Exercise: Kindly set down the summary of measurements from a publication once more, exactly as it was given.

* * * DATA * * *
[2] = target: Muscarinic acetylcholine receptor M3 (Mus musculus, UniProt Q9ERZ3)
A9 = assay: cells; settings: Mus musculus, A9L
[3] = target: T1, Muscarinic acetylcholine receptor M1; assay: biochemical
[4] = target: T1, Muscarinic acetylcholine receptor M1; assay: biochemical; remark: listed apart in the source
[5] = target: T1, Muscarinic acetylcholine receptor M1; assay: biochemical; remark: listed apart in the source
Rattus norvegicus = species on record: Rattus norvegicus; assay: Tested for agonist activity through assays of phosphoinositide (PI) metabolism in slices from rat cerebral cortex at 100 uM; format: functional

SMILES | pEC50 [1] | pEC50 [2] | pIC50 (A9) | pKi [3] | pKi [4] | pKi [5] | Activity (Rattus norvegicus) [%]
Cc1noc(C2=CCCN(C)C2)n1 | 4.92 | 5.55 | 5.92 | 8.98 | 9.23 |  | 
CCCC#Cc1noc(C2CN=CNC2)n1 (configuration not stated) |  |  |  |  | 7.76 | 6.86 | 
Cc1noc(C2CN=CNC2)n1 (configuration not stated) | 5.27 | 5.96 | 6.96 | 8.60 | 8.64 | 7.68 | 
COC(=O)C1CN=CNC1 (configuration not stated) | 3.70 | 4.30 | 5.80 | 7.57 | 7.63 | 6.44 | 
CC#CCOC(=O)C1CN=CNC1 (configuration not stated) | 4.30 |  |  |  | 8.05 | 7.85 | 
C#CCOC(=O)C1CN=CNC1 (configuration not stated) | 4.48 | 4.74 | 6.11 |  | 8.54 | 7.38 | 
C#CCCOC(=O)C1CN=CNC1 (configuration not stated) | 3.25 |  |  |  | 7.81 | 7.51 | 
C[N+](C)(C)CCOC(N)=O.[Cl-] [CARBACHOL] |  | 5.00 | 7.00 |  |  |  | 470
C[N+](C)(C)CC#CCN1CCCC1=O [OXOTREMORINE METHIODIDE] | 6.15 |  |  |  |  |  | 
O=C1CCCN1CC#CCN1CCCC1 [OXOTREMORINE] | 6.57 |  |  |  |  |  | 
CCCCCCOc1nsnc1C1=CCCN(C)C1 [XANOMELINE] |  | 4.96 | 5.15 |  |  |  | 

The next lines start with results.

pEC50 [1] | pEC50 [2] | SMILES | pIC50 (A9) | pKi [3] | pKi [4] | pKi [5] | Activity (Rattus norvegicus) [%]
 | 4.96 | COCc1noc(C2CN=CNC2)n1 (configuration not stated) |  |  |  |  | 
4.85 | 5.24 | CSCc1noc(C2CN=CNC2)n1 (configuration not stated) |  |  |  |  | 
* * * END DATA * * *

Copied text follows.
[2] = target: Muscarinic acetylcholine receptor M3 (Mus musculus, UniProt Q9ERZ3)
A9 = assay: cells; settings: Mus musculus, A9L
[3] = target: T1, Muscarinic acetylcholine receptor M1; assay: biochemical
[4] = target: T1, Muscarinic acetylcholine receptor M1; assay: biochemical; remark: listed apart in the source
[5] = target: T1, Muscarinic acetylcholine receptor M1; assay: biochemical; remark: listed apart in the source
Rattus norvegicus = species on record: Rattus norvegicus; assay: Tested for agonist activity through assays of phosphoinositide (PI) metabolism in slices from rat cerebral cortex at 100 uM; format: functional

SMILES | pEC50 [1] | pEC50 [2] | pIC50 (A9) | pKi [3] | pKi [4] | pKi [5] | Activity (Rattus norvegicus) [%]
Cc1noc(C2=CCCN(C)C2)n1 | 4.92 | 5.55 | 5.92 | 8.98 | 9.23 |  | 
CCCC#Cc1noc(C2CN=CNC2)n1 (configuration not stated) |  |  |  |  | 7.76 | 6.86 | 
Cc1noc(C2CN=CNC2)n1 (configuration not stated) | 5.27 | 5.96 | 6.96 | 8.60 | 8.64 | 7.68 | 
COC(=O)C1CN=CNC1 (configuration not stated) | 3.70 | 4.30 | 5.80 | 7.57 | 7.63 | 6.44 | 
CC#CCOC(=O)C1CN=CNC1 (configuration not stated) | 4.30 |  |  |  | 8.05 | 7.85 | 
C#CCOC(=O)C1CN=CNC1 (configuration not stated) | 4.48 | 4.74 | 6.11 |  | 8.54 | 7.38 | 
C#CCCOC(=O)C1CN=CNC1 (configuration not stated) | 3.25 |  |  |  | 7.81 | 7.51 | 
C[N+](C)(C)CCOC(N)=O.[Cl-] [CARBACHOL] |  | 5.00 | 7.00 |  |  |  | 470
C[N+](C)(C)CC#CCN1CCCC1=O [OXOTREMORINE METHIODIDE] | 6.15 |  |  |  |  |  | 
O=C1CCCN1CC#CCN1CCCC1 [OXOTREMORINE] | 6.57 |  |  |  |  |  | 
CCCCCCOc1nsnc1C1=CCCN(C)C1 [XANOMELINE] |  | 4.96 | 5.15 |  |  |  | 

The next lines start with results.

pEC50 [1] | pEC50 [2] | SMILES | pIC50 (A9) | pKi [3] | pKi [4] | pKi [5] | Activity (Rattus norvegicus) [%]
 | 4.96 | COCc1noc(C2CN=CNC2)n1 (configuration not stated) |  |  |  |  | 
4.85 | 5.24 | CSCc1noc(C2CN=CNC2)n1 (configuration not stated) |  |  |  |  | 